Manufacturers have been collecting data from single assets for quite some time, but now the ability to aggregate and analyze that data gives enterprises the opportunity to make predictive decisions and optimize processes. A variety of new hardware and software on display at the Rockwell Automation Solutions & Services booth this week at Automation Fair 2014 in Anaheim, California, bring that opportunity into the realm of possibility.
According to Doug Weber, business manager, remote monitoring services, Rockwell Automation, turning data into wisdom involves five steps:
1. Instrumentation and automation, which the company's been providing for decades;
2. Data collection and aggregation, where the data is contextualized;
3. Intelligent operations, which take the data into the cloud for collective comparison and trending;
4. Data analytics and reasoning, in which organizations can make predictive decisions on how to run production, based on intelligence;
5. Optimization of processes, or wisdom.
"They're also able to monitor the drives and pumps, and they can manage inventory by monitoring the levels and rate of usage." Doug Weber explains some benefits of the Virtual Support Engineer at the Rockwell Automation Solutions & Services booth in the Automation Fair exhibit hall.
"Remote monitoring and remote access are completely compatible with the Cisco-Rockwell infrastructure," explained Weber. Rockwell Automation has built its cloud software on top of the Microsoft Azure platform. It falls under the Virtual Support Engineer product umbrella, which can be used by medium-voltage-drive customers or as an OEM solution that offers secure connectivity using IT-approved communication, real-time alarming, data collection and analytics.
"In the cloud, IT issues are reduced," explained Weber. He offered an example. Shell is now selling LNG through its refueling stations. "They see 851 data points pulled every second at each refueling station," said Weber. "The system can go to milliseconds. They're also able to monitor the drives and pumps, and they can manage inventory by monitoring the levels and rate usage."
Rockwell also offers remote access to controls. "Access is separate from monitoring," explained Weber. "We sometimes load the agents on the same computer, but there are two separate pieces of software. With our remote access solution, you also can do some monitoring. I can set up limits so the system alarms if a tag goes out of bounds or a switch drops a certain number of packets. That's available with the remote-access technology. In the cloud we're building dashboards and reports."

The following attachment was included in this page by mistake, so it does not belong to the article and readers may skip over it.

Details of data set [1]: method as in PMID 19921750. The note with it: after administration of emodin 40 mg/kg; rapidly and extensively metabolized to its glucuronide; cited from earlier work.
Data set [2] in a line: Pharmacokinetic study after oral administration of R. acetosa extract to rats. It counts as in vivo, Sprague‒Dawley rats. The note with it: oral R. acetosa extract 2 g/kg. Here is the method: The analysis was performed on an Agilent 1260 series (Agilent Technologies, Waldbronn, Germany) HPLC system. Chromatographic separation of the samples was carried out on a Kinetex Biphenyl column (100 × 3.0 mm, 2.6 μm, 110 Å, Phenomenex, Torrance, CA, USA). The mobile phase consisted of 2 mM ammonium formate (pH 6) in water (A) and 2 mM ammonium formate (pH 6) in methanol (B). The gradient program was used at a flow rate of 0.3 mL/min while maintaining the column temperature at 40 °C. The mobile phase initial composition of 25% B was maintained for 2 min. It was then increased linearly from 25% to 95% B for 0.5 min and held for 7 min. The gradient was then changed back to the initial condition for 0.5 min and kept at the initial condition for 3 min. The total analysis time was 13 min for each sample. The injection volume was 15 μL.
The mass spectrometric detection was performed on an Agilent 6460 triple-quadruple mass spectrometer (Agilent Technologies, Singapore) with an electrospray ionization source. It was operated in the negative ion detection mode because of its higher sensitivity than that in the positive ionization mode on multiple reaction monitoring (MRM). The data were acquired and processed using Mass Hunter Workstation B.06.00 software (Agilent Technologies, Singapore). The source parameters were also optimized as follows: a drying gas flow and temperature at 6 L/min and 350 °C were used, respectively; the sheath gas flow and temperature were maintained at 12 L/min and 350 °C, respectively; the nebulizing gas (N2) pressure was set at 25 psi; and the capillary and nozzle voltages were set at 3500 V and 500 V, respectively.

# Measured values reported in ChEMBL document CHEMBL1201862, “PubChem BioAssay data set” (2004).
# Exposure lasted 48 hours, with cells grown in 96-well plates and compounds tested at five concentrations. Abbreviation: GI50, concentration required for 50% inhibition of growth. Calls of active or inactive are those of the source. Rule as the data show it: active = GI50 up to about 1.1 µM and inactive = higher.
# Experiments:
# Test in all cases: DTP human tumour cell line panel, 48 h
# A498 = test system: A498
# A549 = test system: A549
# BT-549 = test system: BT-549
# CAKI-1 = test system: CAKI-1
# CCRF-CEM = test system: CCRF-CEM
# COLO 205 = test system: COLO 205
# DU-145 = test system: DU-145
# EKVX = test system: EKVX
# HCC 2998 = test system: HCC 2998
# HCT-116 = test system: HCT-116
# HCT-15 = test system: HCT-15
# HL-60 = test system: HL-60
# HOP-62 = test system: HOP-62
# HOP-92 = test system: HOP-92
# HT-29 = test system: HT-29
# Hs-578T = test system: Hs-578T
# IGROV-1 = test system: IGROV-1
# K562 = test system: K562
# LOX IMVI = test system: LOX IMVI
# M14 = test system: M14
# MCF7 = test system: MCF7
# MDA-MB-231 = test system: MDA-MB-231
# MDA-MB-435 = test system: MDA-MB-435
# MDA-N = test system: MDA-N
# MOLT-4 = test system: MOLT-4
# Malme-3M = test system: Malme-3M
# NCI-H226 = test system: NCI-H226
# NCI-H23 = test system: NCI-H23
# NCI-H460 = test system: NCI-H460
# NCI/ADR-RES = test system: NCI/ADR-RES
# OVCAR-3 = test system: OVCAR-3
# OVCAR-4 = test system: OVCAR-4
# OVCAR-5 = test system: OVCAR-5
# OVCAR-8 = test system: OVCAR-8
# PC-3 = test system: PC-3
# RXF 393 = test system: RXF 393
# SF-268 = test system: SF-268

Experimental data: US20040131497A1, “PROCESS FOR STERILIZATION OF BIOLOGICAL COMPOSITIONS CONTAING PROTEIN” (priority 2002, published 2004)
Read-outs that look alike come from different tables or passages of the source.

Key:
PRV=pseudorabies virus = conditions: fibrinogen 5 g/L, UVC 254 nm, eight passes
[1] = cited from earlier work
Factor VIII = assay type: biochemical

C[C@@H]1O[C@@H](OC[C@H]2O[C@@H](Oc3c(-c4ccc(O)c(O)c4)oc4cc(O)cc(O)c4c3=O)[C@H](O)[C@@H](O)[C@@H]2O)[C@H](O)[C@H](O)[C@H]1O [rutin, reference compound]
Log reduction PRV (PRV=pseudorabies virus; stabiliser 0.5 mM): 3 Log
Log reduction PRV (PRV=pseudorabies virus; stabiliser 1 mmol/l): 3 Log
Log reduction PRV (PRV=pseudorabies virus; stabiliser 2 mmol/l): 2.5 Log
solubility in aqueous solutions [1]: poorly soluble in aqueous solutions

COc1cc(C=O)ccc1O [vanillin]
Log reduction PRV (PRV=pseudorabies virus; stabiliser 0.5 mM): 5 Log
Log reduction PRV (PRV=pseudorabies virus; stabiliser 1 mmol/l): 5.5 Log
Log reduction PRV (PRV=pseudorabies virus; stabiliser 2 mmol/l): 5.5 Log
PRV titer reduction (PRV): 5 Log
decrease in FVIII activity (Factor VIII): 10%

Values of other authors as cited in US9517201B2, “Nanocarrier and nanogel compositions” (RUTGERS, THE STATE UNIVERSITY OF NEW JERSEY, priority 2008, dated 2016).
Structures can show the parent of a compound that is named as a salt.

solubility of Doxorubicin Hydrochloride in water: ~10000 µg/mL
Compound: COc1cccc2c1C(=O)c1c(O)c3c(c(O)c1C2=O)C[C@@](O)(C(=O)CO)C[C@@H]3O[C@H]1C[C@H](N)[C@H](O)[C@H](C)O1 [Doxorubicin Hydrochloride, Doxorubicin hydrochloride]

Rockwell Automation also is helping companies transition to the digital oilfield through its vMonitor solution. The monitoring and control solutions for wellhead and upstream applications combine wireless instrumentation and communication with visualization software. A common engineering, deployment and integration methodology has been developed to deliver actionable information across the enterprise to drive more-informed decision-making and improved production. Wireless telemetry, hardware, software and sensors allow for integration of solutions with minimal engineering and conceptualization.
"Thousands of these already are installed, mostly in South America for now," explained Andy Weatherhead, manager of global engineering and technology, global solutions business, for Rockwell Automation. "The cloud-based piece will be available in December, and the analysis portion is being worked on at the moment." Once the data is in the cloud infrastructure, he said, distributed workflow can be used to initiate well tests based on parameters rather than on an arbitrary schedule.
"There are a number of large players in the field optimization space, and this offers us a way to connect to their systems for data collection and aggregation," said Weatherhead.
"If you have a lot of OEM skids, you can immediately grab and contextualize that data for the maintenance schedule, for the production schedule and for the full enterprise for managing capital expenditures," explained Pat Murray, director of commercial marketing, Solutions & Services, Rockwell Automation. "With vMonitor and the digital oilfield, if we're able to grab information from the instrumentation and the controls, we're able to run models, such as three-phase and black-oil models. Now you can control that from a central location and can continually provide information on the size and quality of the field."